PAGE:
On Tuesday Jonathan Turley published an article in The Hill giving his views on the Don Jr. situation after Don Jr. posted his email chain..
My main takeaway from the article is that there are significant First Amendment considerations in criminalizing the getting and sharing of information.The Hill just posted my column on the release of the Donald Jr. emails regarding the Russians. https://t.co/btq7QQl7Kj— Jonathan Turley (@JonathanTurley) July 11, 2017
Yesterday, Jonathan Turley was on Morning Joe. He expressed his view that the greatest legal risk right now was whether persons had been truthful in prior statements to Congress, FBI, etc. Professor Turley repeated his First Amendment concerns about criminalizing the getting and sharing of information.
I continue interested in the Federal election law prohibitions, particularly taking into account First Amendment considerations.
I have read 11 CFR 110.20 - Prohibition on contributions, donations, expenditures, independent expenditures, and disbursements by foreign nationals (52 U.S.C. 30121, 36 U.S.C. 510) and have done a limited read of related regulations.
Professor Turley has come at the prohibitions from the contributions side and what is a "thing of value." It can also be approached from the side of the prohibitions on foreign governments making expenditures in U.S. elections and on persons providing "substantial assistance."
I have not found a definition of "expenditure." I have seen the use of the the term "expenditure" in the definition of independent expenditures that an independent expenditure is an expenditure for a communication "expressly advocating the election or defeat of a clearly identified candidate that is not made in cooperation, consultation, or concert with, or at the request or suggestion of, a candidate, a candidate’s authorized committee, or their agents, or a political party or its agents." 11 CFR 100.16(a).
Honing in on First Amendment considerations, the Federal election law prohibits the Russian government from paying for the airing of campaign commercials on behalf of a candidate, and it does not seem that the Russian government has First Amendment rights which makes that prohibition unconstitutional.
Next consider the broadcaster. On its face, the broadcaster would seem to violate the "substantial assistance" prohibition if it knows the Russian government is paying for the commercials. The question, however, arises whether the broadcaster has First Amendment rights to air the commercials.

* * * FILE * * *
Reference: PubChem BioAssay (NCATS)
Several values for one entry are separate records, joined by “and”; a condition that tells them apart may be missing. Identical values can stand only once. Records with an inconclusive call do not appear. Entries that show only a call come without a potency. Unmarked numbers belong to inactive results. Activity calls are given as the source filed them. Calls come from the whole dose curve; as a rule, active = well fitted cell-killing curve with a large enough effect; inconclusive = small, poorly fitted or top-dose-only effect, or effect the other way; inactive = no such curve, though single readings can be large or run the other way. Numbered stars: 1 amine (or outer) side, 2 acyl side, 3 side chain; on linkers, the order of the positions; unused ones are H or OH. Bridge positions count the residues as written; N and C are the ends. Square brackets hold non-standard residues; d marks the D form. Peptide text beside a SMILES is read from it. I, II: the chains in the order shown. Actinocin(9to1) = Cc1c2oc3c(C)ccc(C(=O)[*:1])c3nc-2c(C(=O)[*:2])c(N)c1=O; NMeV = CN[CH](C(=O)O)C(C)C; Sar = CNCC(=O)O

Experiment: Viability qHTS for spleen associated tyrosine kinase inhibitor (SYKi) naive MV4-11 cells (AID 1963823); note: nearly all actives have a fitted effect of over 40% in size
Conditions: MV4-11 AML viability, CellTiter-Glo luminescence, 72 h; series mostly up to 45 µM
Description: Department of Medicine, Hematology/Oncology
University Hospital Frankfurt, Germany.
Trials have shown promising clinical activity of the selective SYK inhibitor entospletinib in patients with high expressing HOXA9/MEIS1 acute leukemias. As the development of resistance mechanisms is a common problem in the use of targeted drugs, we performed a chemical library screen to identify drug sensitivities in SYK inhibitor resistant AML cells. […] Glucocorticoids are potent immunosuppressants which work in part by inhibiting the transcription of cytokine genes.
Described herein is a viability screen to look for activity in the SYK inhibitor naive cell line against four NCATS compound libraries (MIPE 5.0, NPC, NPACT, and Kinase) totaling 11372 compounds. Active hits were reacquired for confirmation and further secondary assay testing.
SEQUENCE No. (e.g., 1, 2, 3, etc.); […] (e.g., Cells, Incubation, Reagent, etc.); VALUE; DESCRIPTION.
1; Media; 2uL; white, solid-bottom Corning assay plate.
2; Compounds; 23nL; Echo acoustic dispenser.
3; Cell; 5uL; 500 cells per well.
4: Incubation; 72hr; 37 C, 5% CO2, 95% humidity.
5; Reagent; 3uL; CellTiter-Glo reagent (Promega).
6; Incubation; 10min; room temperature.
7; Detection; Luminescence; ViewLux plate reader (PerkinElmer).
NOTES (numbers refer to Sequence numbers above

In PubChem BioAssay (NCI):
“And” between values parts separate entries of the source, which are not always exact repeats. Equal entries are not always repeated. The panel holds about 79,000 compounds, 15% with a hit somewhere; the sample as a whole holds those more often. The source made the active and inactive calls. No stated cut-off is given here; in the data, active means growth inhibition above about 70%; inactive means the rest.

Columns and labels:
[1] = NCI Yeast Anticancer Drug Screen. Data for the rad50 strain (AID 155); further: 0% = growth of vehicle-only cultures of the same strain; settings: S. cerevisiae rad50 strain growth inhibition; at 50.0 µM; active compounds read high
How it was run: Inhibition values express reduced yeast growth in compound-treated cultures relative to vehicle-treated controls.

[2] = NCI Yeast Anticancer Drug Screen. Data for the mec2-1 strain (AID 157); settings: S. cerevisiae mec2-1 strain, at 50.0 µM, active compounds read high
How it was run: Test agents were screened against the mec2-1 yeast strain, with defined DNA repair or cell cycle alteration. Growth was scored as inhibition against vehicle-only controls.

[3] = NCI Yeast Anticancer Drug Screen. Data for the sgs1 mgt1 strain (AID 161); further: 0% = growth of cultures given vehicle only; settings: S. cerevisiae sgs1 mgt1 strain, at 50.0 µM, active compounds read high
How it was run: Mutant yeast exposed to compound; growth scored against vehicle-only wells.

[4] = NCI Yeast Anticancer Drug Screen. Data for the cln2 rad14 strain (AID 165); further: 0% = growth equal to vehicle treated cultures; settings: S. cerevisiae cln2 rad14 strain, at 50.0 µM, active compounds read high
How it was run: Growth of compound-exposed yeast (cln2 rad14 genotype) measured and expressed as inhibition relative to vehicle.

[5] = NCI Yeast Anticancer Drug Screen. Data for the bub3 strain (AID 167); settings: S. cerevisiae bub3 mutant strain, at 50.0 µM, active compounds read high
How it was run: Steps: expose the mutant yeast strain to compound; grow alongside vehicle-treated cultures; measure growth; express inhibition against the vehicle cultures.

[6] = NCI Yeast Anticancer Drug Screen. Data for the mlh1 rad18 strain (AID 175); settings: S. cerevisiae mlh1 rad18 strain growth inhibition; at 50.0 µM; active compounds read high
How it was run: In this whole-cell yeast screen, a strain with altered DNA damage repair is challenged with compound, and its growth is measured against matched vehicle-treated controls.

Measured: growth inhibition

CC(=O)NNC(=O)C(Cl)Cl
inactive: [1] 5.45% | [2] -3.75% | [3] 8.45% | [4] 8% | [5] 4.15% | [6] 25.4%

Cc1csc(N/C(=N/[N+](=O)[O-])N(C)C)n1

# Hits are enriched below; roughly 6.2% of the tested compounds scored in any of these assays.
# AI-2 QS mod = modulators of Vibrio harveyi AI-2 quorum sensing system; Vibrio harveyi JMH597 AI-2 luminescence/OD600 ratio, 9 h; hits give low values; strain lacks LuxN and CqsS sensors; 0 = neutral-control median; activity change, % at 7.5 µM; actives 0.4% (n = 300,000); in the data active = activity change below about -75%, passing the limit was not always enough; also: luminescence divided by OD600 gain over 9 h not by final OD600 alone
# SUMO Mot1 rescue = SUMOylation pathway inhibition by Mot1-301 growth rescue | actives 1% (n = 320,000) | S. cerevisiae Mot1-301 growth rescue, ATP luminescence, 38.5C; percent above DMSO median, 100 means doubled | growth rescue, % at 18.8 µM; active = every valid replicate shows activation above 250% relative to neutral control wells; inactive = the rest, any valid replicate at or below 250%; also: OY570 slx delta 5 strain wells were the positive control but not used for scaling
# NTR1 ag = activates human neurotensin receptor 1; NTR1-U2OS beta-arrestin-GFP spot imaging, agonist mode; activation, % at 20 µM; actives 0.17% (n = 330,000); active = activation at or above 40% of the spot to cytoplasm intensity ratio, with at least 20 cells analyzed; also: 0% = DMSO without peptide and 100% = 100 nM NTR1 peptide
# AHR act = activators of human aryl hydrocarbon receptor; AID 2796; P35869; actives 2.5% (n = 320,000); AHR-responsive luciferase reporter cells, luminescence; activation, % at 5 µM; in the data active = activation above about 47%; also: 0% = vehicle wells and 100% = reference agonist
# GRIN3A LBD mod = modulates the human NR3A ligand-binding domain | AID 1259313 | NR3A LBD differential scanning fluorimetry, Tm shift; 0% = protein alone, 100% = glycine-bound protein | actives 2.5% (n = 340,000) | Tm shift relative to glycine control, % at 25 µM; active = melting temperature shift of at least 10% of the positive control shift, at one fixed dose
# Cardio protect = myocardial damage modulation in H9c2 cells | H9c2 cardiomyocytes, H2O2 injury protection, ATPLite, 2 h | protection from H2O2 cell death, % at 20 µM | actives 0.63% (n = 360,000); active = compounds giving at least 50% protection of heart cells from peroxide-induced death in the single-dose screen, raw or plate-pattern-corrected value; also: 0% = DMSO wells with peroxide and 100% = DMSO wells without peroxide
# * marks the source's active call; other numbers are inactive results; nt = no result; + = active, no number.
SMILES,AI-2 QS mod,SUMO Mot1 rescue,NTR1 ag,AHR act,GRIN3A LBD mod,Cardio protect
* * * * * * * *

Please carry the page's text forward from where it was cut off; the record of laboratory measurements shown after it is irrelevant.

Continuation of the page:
To answer this question, consideration might be given to the matter of classified information. My understanding is there is no First Amendment right protecting someone in the government giving out classified information, and that act can be criminalized. At the same time, the news media is protected by the First Amendment in publishing the information.
Now turn back to the broadcaster which airs the Russian government's campaign commercials. If there is different treatment compared to the classified information situation, and the broadcaster can be prohibited from airing the commercials, there needs to a First Amendment "policy" explanation of the different treatment, presumably connected to different contexts of, in the one case, the Russian government trying to influence a U.S. election, and, in the other case, the matter being exclusively domestic parties involved.
Other situations involving the dissemination of information can be considered. Say a foreign government pays United States citizens to engage in door to door electioneering for a candidate, and the citizens know that it is a foreign government paying them. Further say that the candidate knows this is happening, and encourages the citizens to do what they are doing.
Say the foreign government has done "oppo" research and pays U.S. citizens to disseminate the same via the social media. Say the candidate knows this is happening, and encourages the citizens to do what they are doing.
Say a foreign government is illegally hacking information in the United States for the purpose of using the information to affect an election, and incurs expenses in doing the hacking and in disseminating the information via the social media or in other ways in the United States. Say a candidate knows that is happening and publicly encourages it.
In the above situations, the getting and sharing of information is involved. Professor Turley is right in having significant First Amendment concerns about any of the above situations being criminalized. It would seem, though, that there can be countervailing considerations so that the First Amendment does not insulate all the actions and activities in question, and "substantial assistance" to the foreign government can be prohibited.
If Robert Mueller is considering whether there have been Federal election law violations by Don Jr. and by the Trump campaign beyond just the Don Jr. meeting, it would seem he will need to do a lot of wrestling with Professor Turley's First Amendment considerations.